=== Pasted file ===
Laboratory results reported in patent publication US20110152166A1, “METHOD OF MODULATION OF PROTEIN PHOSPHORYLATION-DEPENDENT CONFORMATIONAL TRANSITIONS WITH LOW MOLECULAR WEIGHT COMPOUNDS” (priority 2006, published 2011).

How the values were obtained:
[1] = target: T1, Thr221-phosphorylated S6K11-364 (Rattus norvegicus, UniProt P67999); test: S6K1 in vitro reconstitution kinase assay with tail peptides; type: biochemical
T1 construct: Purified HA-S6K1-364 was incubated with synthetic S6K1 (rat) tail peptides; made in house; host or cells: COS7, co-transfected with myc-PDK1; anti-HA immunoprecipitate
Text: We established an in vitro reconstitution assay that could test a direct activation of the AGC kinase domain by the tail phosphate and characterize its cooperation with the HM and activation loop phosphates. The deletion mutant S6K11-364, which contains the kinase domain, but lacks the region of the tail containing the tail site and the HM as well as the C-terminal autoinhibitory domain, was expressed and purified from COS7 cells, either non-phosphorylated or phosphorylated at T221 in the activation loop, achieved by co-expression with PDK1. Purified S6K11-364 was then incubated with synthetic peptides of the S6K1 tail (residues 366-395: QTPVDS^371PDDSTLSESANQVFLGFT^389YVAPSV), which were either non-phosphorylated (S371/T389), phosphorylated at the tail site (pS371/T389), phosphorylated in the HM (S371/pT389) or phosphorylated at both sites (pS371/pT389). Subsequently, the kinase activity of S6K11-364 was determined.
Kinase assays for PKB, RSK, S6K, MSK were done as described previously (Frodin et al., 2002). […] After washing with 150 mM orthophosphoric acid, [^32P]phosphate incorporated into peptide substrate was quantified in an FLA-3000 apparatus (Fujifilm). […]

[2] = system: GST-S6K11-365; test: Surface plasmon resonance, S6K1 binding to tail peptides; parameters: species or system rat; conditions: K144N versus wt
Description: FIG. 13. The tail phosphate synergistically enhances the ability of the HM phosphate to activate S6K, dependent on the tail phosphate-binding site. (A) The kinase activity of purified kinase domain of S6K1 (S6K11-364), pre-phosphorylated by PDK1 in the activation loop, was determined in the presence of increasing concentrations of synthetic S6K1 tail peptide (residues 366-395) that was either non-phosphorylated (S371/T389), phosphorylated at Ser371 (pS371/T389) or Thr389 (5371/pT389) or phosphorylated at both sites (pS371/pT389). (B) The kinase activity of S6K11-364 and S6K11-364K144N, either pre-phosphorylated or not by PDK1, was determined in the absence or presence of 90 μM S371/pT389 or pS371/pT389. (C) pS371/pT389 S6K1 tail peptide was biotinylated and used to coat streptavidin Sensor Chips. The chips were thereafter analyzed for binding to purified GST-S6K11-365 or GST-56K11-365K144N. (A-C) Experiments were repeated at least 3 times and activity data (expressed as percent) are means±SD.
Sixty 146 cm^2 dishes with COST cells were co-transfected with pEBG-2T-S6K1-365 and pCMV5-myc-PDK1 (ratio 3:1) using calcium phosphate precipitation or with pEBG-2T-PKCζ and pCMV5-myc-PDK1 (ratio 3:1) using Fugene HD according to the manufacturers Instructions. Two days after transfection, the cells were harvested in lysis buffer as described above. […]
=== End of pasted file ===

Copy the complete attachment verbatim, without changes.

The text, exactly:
Laboratory results reported in patent publication US20110152166A1, “METHOD OF MODULATION OF PROTEIN PHOSPHORYLATION-DEPENDENT CONFORMATIONAL TRANSITIONS WITH LOW MOLECULAR WEIGHT COMPOUNDS” (priority 2006, published 2011).

How the values were obtained:
[1] = target: T1, Thr221-phosphorylated S6K11-364 (Rattus norvegicus, UniProt P67999); test: S6K1 in vitro reconstitution kinase assay with tail peptides; type: biochemical
T1 construct: Purified HA-S6K1-364 was incubated with synthetic S6K1 (rat) tail peptides; made in house; host or cells: COS7, co-transfected with myc-PDK1; anti-HA immunoprecipitate
Text: We established an in vitro reconstitution assay that could test a direct activation of the AGC kinase domain by the tail phosphate and characterize its cooperation with the HM and activation loop phosphates. The deletion mutant S6K11-364, which contains the kinase domain, but lacks the region of the tail containing the tail site and the HM as well as the C-terminal autoinhibitory domain, was expressed and purified from COS7 cells, either non-phosphorylated or phosphorylated at T221 in the activation loop, achieved by co-expression with PDK1. Purified S6K11-364 was then incubated with synthetic peptides of the S6K1 tail (residues 366-395: QTPVDS^371PDDSTLSESANQVFLGFT^389YVAPSV), which were either non-phosphorylated (S371/T389), phosphorylated at the tail site (pS371/T389), phosphorylated in the HM (S371/pT389) or phosphorylated at both sites (pS371/pT389). Subsequently, the kinase activity of S6K11-364 was determined.
Kinase assays for PKB, RSK, S6K, MSK were done as described previously (Frodin et al., 2002). […] After washing with 150 mM orthophosphoric acid, [^32P]phosphate incorporated into peptide substrate was quantified in an FLA-3000 apparatus (Fujifilm). […]

[2] = system: GST-S6K11-365; test: Surface plasmon resonance, S6K1 binding to tail peptides; parameters: species or system rat; conditions: K144N versus wt
Description: FIG. 13. The tail phosphate synergistically enhances the ability of the HM phosphate to activate S6K, dependent on the tail phosphate-binding site. (A) The kinase activity of purified kinase domain of S6K1 (S6K11-364), pre-phosphorylated by PDK1 in the activation loop, was determined in the presence of increasing concentrations of synthetic S6K1 tail peptide (residues 366-395) that was either non-phosphorylated (S371/T389), phosphorylated at Ser371 (pS371/T389) or Thr389 (5371/pT389) or phosphorylated at both sites (pS371/pT389). (B) The kinase activity of S6K11-364 and S6K11-364K144N, either pre-phosphorylated or not by PDK1, was determined in the absence or presence of 90 μM S371/pT389 or pS371/pT389. (C) pS371/pT389 S6K1 tail peptide was biotinylated and used to coat streptavidin Sensor Chips. The chips were thereafter analyzed for binding to purified GST-S6K11-365 or GST-56K11-365K144N. (A-C) Experiments were repeated at least 3 times and activity data (expressed as percent) are means±SD.
Sixty 146 cm^2 dishes with COST cells were co-transfected with pEBG-2T-S6K1-365 and pCMV5-myc-PDK1 (ratio 3:1) using calcium phosphate precipitation or with pEBG-2T-PKCζ and pCMV5-myc-PDK1 (ratio 3:1) using Fugene HD according to the manufacturers Instructions. Two days after transfection, the cells were harvested in lysis buffer as described above. […]